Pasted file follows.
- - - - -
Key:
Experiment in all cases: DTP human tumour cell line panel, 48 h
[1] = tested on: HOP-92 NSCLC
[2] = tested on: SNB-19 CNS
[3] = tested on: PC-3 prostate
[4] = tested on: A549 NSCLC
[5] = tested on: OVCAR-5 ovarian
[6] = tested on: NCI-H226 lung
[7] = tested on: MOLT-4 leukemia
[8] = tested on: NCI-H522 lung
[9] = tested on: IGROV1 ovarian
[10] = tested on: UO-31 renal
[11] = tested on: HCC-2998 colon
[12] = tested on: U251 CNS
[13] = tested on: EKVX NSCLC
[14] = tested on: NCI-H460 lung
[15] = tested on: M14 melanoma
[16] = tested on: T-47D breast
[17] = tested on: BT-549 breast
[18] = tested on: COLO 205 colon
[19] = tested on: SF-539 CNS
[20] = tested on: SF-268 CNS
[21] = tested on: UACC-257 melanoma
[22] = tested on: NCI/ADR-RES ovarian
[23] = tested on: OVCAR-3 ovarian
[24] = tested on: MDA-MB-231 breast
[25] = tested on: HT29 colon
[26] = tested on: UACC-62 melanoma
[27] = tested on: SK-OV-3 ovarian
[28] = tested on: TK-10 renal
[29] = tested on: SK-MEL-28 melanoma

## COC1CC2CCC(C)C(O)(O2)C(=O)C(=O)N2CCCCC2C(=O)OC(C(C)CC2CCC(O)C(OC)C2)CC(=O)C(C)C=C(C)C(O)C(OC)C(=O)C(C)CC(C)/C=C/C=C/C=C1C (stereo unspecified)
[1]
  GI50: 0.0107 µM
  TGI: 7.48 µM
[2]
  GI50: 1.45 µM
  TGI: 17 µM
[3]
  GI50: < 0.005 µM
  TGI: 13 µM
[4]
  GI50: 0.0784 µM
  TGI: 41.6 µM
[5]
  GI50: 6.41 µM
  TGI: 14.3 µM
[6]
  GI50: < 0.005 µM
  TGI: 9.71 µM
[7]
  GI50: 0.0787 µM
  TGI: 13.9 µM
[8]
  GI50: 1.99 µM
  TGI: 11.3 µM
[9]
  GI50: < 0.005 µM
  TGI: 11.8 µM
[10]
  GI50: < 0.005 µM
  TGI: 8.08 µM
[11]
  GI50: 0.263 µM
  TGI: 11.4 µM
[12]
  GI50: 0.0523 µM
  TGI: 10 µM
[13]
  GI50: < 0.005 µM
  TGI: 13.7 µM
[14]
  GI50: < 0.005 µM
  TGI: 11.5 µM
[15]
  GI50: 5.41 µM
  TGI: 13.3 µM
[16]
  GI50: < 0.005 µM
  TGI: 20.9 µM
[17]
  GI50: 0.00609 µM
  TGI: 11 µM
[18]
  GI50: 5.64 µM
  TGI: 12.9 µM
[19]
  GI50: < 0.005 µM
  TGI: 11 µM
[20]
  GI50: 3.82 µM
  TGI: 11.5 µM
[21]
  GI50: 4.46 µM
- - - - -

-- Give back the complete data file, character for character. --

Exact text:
Key:
Experiment in all cases: DTP human tumour cell line panel, 48 h
[1] = tested on: HOP-92 NSCLC
[2] = tested on: SNB-19 CNS
[3] = tested on: PC-3 prostate
[4] = tested on: A549 NSCLC
[5] = tested on: OVCAR-5 ovarian
[6] = tested on: NCI-H226 lung
[7] = tested on: MOLT-4 leukemia
[8] = tested on: NCI-H522 lung
[9] = tested on: IGROV1 ovarian
[10] = tested on: UO-31 renal
[11] = tested on: HCC-2998 colon
[12] = tested on: U251 CNS
[13] = tested on: EKVX NSCLC
[14] = tested on: NCI-H460 lung
[15] = tested on: M14 melanoma
[16] = tested on: T-47D breast
[17] = tested on: BT-549 breast
[18] = tested on: COLO 205 colon
[19] = tested on: SF-539 CNS
[20] = tested on: SF-268 CNS
[21] = tested on: UACC-257 melanoma
[22] = tested on: NCI/ADR-RES ovarian
[23] = tested on: OVCAR-3 ovarian
[24] = tested on: MDA-MB-231 breast
[25] = tested on: HT29 colon
[26] = tested on: UACC-62 melanoma
[27] = tested on: SK-OV-3 ovarian
[28] = tested on: TK-10 renal
[29] = tested on: SK-MEL-28 melanoma

## COC1CC2CCC(C)C(O)(O2)C(=O)C(=O)N2CCCCC2C(=O)OC(C(C)CC2CCC(O)C(OC)C2)CC(=O)C(C)C=C(C)C(O)C(OC)C(=O)C(C)CC(C)/C=C/C=C/C=C1C (stereo unspecified)
[1]
  GI50: 0.0107 µM
  TGI: 7.48 µM
[2]
  GI50: 1.45 µM
  TGI: 17 µM
[3]
  GI50: < 0.005 µM
  TGI: 13 µM
[4]
  GI50: 0.0784 µM
  TGI: 41.6 µM
[5]
  GI50: 6.41 µM
  TGI: 14.3 µM
[6]
  GI50: < 0.005 µM
  TGI: 9.71 µM
[7]
  GI50: 0.0787 µM
  TGI: 13.9 µM
[8]
  GI50: 1.99 µM
  TGI: 11.3 µM
[9]
  GI50: < 0.005 µM
  TGI: 11.8 µM
[10]
  GI50: < 0.005 µM
  TGI: 8.08 µM
[11]
  GI50: 0.263 µM
  TGI: 11.4 µM
[12]
  GI50: 0.0523 µM
  TGI: 10 µM
[13]
  GI50: < 0.005 µM
  TGI: 13.7 µM
[14]
  GI50: < 0.005 µM
  TGI: 11.5 µM
[15]
  GI50: 5.41 µM
  TGI: 13.3 µM
[16]
  GI50: < 0.005 µM
  TGI: 20.9 µM
[17]
  GI50: 0.00609 µM
  TGI: 11 µM
[18]
  GI50: 5.64 µM
  TGI: 12.9 µM
[19]
  GI50: < 0.005 µM
  TGI: 11 µM
[20]
  GI50: 3.82 µM
  TGI: 11.5 µM
[21]
  GI50: 4.46 µM